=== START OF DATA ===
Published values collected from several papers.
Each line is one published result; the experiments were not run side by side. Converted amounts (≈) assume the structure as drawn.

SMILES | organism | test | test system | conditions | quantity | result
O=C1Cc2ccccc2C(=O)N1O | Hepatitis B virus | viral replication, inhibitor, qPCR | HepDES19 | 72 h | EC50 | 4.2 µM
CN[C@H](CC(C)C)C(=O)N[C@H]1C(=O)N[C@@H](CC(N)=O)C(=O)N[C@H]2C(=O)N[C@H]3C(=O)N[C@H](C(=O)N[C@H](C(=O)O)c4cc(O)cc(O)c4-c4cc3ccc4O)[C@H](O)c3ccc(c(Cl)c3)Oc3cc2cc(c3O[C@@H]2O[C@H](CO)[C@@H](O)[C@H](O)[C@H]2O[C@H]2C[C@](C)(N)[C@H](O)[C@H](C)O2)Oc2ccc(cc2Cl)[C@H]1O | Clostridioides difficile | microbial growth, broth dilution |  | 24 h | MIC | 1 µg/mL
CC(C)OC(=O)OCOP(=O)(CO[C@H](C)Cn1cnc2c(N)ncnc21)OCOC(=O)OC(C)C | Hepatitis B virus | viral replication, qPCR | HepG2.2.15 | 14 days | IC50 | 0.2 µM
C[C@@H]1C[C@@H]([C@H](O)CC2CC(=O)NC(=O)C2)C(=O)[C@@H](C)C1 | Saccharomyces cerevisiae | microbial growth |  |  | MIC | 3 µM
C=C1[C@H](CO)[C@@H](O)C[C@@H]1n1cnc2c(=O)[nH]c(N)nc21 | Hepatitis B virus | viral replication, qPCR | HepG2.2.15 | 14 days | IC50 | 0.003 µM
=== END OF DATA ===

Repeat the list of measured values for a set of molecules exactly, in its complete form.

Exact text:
Published values collected from several papers.
Each line is one published result; the experiments were not run side by side. Converted amounts (≈) assume the structure as drawn.

SMILES | organism | test | test system | conditions | quantity | result
O=C1Cc2ccccc2C(=O)N1O | Hepatitis B virus | viral replication, inhibitor, qPCR | HepDES19 | 72 h | EC50 | 4.2 µM
CN[C@H](CC(C)C)C(=O)N[C@H]1C(=O)N[C@@H](CC(N)=O)C(=O)N[C@H]2C(=O)N[C@H]3C(=O)N[C@H](C(=O)N[C@H](C(=O)O)c4cc(O)cc(O)c4-c4cc3ccc4O)[C@H](O)c3ccc(c(Cl)c3)Oc3cc2cc(c3O[C@@H]2O[C@H](CO)[C@@H](O)[C@H](O)[C@H]2O[C@H]2C[C@](C)(N)[C@H](O)[C@H](C)O2)Oc2ccc(cc2Cl)[C@H]1O | Clostridioides difficile | microbial growth, broth dilution |  | 24 h | MIC | 1 µg/mL
CC(C)OC(=O)OCOP(=O)(CO[C@H](C)Cn1cnc2c(N)ncnc21)OCOC(=O)OC(C)C | Hepatitis B virus | viral replication, qPCR | HepG2.2.15 | 14 days | IC50 | 0.2 µM
C[C@@H]1C[C@@H]([C@H](O)CC2CC(=O)NC(=O)C2)C(=O)[C@@H](C)C1 | Saccharomyces cerevisiae | microbial growth |  |  | MIC | 3 µM
C=C1[C@H](CO)[C@@H](O)C[C@@H]1n1cnc2c(=O)[nH]c(N)nc21 | Hepatitis B virus | viral replication, qPCR | HepG2.2.15 | 14 days | IC50 | 0.003 µM